Developer claims £7 billion tidal lagoon could protect coast from climate change
Richard Evans, local democracy reporter
A £7 billion tidal lagoon could help protect the Conwy and Denbighshire coastline from future flooding and climate change, a developer has said.
North Wales Tidal Energy is currently lobbying both the Welsh and UK governments for funding after receiving the support of both Conwy and Denbighshire councils.
The company, set up in 2014, is hoping to raise the £50m needed for detailed environmental impact assessments before it gets permission.
Once that is in place, the company will target both government funds and private investment, promising enough electricity to power every home in Wales. The project could also offer a return of £500m a year.
But Henry Dixon, the chairman of North Wales Tidal Energy and a founding member, also says the lagoon’s 4m-high wall two miles out to sea could protect the coast from storms and rising sea levels due to climate change.
Both Conwy and Denbighshire county councils are investing millions of pounds of Welsh Government funds to stop flooding, coastal erosion, and sand loss on beaches vital to the tourist industry.
But Mr Dixon believed the £7 billion project could be the answer.
“Right from the start, the objective was not just the tidal energy but also to use the lagoon wall to protect the coastline and the infrastructure from flooding, which is going to be more and more of a challenge over the next few years because of climate change,” said Mr Dixon.
“But this wall would stop the storm surges coming in. The big issue is when you get a storm surge coming in and we have had significant rain, so it’s when the two things combine. If you imagine a big wall built about two miles offshore, that wall will stop the big waves that have been travelling for miles.”
The lagoon will feature a classic rock armour structure and thirty or forty-metre-long caissons. These will be constructed in shipyards, towed into position, and dropped ten metres deep, saving lorries bringing the materials in.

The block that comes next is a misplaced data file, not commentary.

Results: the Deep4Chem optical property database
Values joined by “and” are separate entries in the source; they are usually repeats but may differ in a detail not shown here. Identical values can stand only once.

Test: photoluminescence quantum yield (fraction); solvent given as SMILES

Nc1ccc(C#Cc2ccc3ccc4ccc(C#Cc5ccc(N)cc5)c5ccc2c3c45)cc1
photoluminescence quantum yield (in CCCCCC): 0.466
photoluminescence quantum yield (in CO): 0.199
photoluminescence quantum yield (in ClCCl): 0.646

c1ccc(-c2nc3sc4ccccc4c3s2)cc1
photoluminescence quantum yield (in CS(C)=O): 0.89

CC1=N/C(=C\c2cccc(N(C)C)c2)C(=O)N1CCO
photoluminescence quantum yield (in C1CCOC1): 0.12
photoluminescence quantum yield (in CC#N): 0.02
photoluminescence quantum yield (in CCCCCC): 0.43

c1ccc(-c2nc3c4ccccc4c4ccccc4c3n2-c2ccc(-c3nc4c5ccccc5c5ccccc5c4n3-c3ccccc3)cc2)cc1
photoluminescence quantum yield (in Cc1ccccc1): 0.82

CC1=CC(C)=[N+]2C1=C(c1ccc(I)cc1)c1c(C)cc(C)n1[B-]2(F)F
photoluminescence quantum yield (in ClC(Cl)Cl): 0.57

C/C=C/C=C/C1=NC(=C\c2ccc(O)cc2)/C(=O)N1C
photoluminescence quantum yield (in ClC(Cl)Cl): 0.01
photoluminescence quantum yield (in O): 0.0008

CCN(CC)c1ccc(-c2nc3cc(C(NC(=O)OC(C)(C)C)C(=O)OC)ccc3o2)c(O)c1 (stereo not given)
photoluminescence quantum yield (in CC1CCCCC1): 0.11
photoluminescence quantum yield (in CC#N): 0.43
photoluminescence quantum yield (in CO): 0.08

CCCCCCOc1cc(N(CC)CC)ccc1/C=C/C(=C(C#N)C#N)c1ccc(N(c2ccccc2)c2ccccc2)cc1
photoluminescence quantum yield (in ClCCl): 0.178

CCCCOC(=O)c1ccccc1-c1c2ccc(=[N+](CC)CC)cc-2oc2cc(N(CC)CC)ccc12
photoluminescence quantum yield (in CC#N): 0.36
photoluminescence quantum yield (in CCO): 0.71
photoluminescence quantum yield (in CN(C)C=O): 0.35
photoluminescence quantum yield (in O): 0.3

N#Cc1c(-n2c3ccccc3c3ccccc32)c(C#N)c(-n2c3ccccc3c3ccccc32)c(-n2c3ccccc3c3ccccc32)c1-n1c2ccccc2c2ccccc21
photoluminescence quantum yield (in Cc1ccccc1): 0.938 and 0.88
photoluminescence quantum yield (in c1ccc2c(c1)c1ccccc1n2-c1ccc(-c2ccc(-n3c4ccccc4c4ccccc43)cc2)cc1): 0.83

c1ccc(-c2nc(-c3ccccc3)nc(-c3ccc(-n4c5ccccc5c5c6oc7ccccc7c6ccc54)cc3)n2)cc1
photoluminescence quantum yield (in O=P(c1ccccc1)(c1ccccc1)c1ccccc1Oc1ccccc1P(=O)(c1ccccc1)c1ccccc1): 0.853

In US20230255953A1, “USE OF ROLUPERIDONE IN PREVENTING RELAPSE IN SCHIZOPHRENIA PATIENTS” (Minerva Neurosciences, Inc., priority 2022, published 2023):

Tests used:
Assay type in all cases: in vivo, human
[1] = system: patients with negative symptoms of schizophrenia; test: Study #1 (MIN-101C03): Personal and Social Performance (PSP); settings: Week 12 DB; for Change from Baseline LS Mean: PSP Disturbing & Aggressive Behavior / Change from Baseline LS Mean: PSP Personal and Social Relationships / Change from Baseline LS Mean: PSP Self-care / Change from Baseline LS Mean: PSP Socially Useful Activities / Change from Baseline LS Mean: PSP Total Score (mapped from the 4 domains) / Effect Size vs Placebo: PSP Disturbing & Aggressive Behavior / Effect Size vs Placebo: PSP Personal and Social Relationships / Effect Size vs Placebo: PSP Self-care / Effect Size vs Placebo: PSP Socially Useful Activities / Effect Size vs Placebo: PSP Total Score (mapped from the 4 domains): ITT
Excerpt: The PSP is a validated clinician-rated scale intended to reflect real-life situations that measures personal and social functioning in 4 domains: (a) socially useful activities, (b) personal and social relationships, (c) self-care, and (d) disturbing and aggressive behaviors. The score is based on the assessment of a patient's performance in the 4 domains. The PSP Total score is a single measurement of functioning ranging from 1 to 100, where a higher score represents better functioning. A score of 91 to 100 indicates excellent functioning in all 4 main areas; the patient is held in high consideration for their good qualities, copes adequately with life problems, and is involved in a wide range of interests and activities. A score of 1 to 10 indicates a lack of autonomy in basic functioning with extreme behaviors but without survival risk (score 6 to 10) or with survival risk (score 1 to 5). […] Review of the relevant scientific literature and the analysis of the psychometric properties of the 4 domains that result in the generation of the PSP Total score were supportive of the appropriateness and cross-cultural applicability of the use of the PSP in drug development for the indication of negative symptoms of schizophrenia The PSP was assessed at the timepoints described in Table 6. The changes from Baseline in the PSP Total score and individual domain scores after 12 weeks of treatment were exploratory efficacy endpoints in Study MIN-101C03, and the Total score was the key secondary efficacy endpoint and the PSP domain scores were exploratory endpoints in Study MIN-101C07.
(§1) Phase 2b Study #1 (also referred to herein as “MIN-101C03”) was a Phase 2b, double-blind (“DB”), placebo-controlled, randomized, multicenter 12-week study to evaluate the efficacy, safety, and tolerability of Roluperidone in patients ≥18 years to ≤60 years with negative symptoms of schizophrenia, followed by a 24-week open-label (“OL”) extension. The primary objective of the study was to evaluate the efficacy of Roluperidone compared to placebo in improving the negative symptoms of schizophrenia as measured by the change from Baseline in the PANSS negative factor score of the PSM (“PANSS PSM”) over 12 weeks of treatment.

Delaying the tide
The lagoon itself would work by delaying the tide and holding the higher water level at bay. When the turbines and sluices are finally opened, the sea flows into the lagoon over two or three hours. This flow drives the turbines, which then creates electricity, and the process is reversed when the tide is moving in the opposite direction.
“If we can see there is an issue (a storm) coming, then you can close all the sluices, close the locks, close the turbines, and stop the water coming, so you can hold the lagoon level as it is low tide, and then all the water in the River Clwyd can then flow out, and it is not going to be a problem, and you are not going to have this high water level with high waves,” said Mr Dixon.
“You can really help mitigate the challenges of, particularly, storm surges but generally the rising sea levels.
“But the lagoon has all these other benefits that no other plant can offer, in that it will protect the A55; it will protect the railway; it will protect all the assets. We had a study done. They calculated our lagoon would protect £3 billion of our assets along the North Wales coast.”
A spokeswoman for Conwy County Council commented: “The council is very supportive of a tidal lagoon for all the environmental and economic benefits it would bring. We would welcome financial support from Welsh Government to enable full feasibility studies to be carried out which will enable the plans for the scheme to be taken to the next stage.
“The benefits of a tidal lagoon are recognised. However, with no assurances that it will come forward, or by what point, the future defence works are needed in order to protect the coastline and coastal infrastructure from flood events, as well as providing improvements to public spaces and National Cycle Route 5.”
A spokesman for Denbighshire County Council commented: “At a meeting of Full Council on February 22, a notice of motion was approved which stated the council would support in principle the development of a large scale tidal energy project by the private sector off the Denbighshire coastline.
“After the election in May a group of elected members will be set up to monitor and evaluate progress on the scheme and to lobby both governments to support the project.
“We are continuing to work to protect residents and businesses in our coastal communities with our planed and completed flood defence projects. These schemes will protect the area from current storms and future rises in sea levels. We would work with those behind any potential future scheme undertaken by the private sector to ensure it complements these works.”
Andrea Winterton, Marine Services Manager for Natural Resources Wales, said:
“We’re aware of the proposals for the tidal lagoon between Prestatyn and Llandudno in North Wales.
“We understand the scheme is currently at the early design stage and welcome the opportunity to continue to engage with the applicant so we can make sure all the necessary environmental and licensing requirements are considered.”
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